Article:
Saturday, January 17, 2009

Milan Ready to Wear Collections: The Inside Story Part one

I promised a few posts back that I was going to start my Guide to the Collections Abroad. This is part one, Milan.

The biannual fashion collections in New York, London, Milan & Paris are the nexus around which fashion magazine years are planned, but they aren’t always looked forward to with the glee that you might expect (Fashion! Foreign travel! All expenses paid! Celebrity! Parties! The Glamour! The shops!) The more usual reactions for those who have been on the hamster treadmill for some years are Jetlag! No sleep! Sore Feet! Always hungry! Standing in line for hours! Working with morons! Language barrier! What The Fuck Am I Going To Wear?!

Because here’s the thing: the shows are Work. Unless you are a shiny, just out of the box assistant or junior editor, brimming with youthful enthusiasm, the shows are Exhausting. Attending the collections as a senior magazine editor is not, as most people imagine, so much about seeing the beautiful clothes that remind you why you love your job, it’s about being nice to advertiser brands. Behind the stardust supplied by beautiful dresses, models and the odd celeb, is a schedule that brings you to your knees by the time Paris is over. There’s very little time for shopping and fun, there’s certainly no time to eat and those glam-looking parties you see photographed in Vague or on E!Online are cluster fucks of revolting people looking for photo opps and sleepy editors being nice to advertisers.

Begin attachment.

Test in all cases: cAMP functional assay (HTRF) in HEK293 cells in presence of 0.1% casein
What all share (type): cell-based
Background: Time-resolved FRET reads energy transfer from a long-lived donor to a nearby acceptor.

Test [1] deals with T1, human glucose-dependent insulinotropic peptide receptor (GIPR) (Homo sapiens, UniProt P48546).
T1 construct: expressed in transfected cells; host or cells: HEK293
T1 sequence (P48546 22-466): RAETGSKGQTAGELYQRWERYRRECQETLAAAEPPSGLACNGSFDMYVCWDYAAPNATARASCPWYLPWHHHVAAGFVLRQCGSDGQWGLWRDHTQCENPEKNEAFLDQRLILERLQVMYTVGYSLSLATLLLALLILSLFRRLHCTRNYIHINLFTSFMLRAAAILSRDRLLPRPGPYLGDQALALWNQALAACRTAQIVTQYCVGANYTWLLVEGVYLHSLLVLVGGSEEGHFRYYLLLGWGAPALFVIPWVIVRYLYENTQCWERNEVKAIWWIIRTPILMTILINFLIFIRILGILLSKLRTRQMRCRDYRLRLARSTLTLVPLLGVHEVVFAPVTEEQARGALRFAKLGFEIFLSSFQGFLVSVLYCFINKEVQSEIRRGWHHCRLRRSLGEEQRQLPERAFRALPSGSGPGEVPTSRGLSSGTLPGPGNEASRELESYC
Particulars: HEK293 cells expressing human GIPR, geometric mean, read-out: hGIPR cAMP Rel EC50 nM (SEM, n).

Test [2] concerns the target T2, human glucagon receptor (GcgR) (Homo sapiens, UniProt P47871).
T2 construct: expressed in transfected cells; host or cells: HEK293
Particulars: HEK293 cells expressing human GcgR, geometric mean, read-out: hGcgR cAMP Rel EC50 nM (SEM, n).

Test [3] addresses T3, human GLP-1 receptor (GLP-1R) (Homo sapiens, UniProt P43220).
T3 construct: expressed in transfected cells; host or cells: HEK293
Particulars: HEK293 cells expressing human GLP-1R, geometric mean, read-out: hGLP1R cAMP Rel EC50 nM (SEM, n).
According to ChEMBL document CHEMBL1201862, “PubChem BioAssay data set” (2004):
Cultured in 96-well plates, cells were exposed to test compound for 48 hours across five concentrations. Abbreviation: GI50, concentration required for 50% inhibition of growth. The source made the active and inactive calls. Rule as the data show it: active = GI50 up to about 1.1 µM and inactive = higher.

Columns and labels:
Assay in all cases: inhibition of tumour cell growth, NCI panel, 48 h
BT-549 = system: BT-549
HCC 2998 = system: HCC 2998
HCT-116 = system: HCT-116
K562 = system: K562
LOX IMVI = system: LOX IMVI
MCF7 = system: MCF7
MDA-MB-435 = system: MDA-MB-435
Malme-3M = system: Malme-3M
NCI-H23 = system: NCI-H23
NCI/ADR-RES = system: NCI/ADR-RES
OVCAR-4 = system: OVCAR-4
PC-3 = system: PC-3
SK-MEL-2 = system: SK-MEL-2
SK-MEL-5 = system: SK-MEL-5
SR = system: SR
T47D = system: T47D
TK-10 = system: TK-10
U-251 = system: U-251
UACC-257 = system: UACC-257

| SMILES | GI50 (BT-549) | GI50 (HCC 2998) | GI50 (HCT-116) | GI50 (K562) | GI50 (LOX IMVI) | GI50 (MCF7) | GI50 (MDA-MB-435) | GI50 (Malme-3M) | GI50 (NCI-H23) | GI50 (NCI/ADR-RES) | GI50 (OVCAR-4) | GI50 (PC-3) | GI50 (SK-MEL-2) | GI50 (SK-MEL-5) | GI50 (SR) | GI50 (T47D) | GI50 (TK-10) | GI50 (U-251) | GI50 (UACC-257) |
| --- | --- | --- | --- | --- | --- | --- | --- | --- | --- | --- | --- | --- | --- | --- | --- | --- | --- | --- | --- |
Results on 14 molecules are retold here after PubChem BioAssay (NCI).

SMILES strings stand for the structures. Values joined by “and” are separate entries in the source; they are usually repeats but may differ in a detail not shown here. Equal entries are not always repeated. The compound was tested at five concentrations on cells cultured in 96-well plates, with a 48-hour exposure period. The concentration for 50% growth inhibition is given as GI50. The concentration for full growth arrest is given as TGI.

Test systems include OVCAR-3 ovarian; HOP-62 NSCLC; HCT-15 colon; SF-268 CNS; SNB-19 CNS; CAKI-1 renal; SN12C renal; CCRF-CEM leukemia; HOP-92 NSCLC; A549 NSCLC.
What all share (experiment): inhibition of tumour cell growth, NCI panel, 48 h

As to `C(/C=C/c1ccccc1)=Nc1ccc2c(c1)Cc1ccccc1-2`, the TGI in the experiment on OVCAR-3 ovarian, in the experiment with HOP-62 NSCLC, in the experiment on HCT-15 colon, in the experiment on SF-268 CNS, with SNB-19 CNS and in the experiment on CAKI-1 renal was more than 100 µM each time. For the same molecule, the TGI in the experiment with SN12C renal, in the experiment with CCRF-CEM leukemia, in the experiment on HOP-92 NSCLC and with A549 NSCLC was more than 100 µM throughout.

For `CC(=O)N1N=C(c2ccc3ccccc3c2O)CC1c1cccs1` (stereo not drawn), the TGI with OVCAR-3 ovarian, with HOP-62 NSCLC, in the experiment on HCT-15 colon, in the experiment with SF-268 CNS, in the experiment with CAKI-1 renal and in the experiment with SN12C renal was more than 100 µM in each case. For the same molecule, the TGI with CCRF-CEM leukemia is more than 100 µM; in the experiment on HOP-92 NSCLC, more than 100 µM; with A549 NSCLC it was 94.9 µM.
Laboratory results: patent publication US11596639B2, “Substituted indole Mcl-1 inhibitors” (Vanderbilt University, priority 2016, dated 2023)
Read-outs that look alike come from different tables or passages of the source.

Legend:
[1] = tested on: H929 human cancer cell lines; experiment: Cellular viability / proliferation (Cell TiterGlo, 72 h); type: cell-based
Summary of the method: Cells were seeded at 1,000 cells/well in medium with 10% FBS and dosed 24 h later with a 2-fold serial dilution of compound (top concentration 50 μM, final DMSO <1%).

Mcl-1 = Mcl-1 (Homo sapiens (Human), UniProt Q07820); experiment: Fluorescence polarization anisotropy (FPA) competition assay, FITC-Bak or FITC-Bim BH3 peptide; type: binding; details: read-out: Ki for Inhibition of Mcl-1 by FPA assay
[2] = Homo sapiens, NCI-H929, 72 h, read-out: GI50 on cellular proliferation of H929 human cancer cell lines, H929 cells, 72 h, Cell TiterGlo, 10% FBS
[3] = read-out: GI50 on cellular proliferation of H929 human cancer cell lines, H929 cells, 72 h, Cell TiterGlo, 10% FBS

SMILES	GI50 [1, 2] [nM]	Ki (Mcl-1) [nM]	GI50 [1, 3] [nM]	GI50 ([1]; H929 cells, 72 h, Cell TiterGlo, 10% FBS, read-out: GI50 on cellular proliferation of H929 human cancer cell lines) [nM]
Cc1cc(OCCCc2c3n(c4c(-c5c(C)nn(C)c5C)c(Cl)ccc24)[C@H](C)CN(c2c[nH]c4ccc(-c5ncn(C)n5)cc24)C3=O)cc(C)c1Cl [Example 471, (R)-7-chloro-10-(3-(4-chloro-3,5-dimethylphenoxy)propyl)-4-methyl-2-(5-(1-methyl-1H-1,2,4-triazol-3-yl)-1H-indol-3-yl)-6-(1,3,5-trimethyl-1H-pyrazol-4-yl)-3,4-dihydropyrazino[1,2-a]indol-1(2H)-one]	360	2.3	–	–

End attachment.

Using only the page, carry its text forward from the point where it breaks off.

Whilst being blasé about having a wonderful job is a crime in itself, you do have to work very hard mentally to remind yourself why the circus is supposed to be enjoyable. Because however luxe and lovely the trappings in senior editor land are, if you are sleep-deprived, hungry and stressed they all rather fade away.

The thing to remember is that the Collections are essentially a series of trade fairs, where, instead of talking about rivets or semi-conductors, the participants talk models, make-up and silhouettes. They are not a week long whirl of joy. And, speaking of trade fairs, the general public are actively discouraged from any kind of participation, and the shows generally have little or no impact on the life of the cities.

After all, for the hotels & restaurants, fashion people are just better dressed than normal, business people who require lodging and food in the same way that any guest might. (Although in a slightly more demanding fashion, I grant you.) In Milan, the only Milanese who care about the shows are the Lotharios who prey on teen Eastern European models, the limo drivers who make more money in a week than they do in three months out of season, and the poor Milanese who are continually late for work because of the traffic caused by the hundreds of limos.